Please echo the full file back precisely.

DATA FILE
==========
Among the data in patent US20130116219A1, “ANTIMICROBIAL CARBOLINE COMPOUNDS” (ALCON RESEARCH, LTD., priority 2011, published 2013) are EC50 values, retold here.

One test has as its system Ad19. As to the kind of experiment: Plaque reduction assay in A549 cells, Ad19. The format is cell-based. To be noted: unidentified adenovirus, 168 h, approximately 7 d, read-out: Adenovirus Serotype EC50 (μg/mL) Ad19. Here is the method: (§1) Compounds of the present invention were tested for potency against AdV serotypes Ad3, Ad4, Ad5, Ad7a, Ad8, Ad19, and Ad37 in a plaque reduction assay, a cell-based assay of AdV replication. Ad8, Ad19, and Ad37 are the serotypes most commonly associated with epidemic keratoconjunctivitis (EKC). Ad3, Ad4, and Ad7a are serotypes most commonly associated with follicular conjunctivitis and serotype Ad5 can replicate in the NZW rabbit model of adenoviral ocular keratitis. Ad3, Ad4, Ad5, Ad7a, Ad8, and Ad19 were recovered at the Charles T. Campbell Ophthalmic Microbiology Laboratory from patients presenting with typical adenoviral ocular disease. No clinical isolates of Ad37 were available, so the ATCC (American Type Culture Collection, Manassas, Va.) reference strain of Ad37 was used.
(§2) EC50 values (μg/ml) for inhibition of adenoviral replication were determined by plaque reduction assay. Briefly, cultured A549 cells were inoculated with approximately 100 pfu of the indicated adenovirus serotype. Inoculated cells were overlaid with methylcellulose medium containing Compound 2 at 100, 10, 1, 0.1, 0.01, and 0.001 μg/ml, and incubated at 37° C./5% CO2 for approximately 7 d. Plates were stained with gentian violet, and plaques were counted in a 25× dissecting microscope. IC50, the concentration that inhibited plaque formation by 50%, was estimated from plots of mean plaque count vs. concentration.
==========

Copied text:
Among the data in patent US20130116219A1, “ANTIMICROBIAL CARBOLINE COMPOUNDS” (ALCON RESEARCH, LTD., priority 2011, published 2013) are EC50 values, retold here.

One test has as its system Ad19. As to the kind of experiment: Plaque reduction assay in A549 cells, Ad19. The format is cell-based. To be noted: unidentified adenovirus, 168 h, approximately 7 d, read-out: Adenovirus Serotype EC50 (μg/mL) Ad19. Here is the method: (§1) Compounds of the present invention were tested for potency against AdV serotypes Ad3, Ad4, Ad5, Ad7a, Ad8, Ad19, and Ad37 in a plaque reduction assay, a cell-based assay of AdV replication. Ad8, Ad19, and Ad37 are the serotypes most commonly associated with epidemic keratoconjunctivitis (EKC). Ad3, Ad4, and Ad7a are serotypes most commonly associated with follicular conjunctivitis and serotype Ad5 can replicate in the NZW rabbit model of adenoviral ocular keratitis. Ad3, Ad4, Ad5, Ad7a, Ad8, and Ad19 were recovered at the Charles T. Campbell Ophthalmic Microbiology Laboratory from patients presenting with typical adenoviral ocular disease. No clinical isolates of Ad37 were available, so the ATCC (American Type Culture Collection, Manassas, Va.) reference strain of Ad37 was used.
(§2) EC50 values (μg/ml) for inhibition of adenoviral replication were determined by plaque reduction assay. Briefly, cultured A549 cells were inoculated with approximately 100 pfu of the indicated adenovirus serotype. Inoculated cells were overlaid with methylcellulose medium containing Compound 2 at 100, 10, 1, 0.1, 0.01, and 0.001 μg/ml, and incubated at 37° C./5% CO2 for approximately 7 d. Plates were stained with gentian violet, and plaques were counted in a 25× dissecting microscope. IC50, the concentration that inhibited plaque formation by 50%, was estimated from plots of mean plaque count vs. concentration.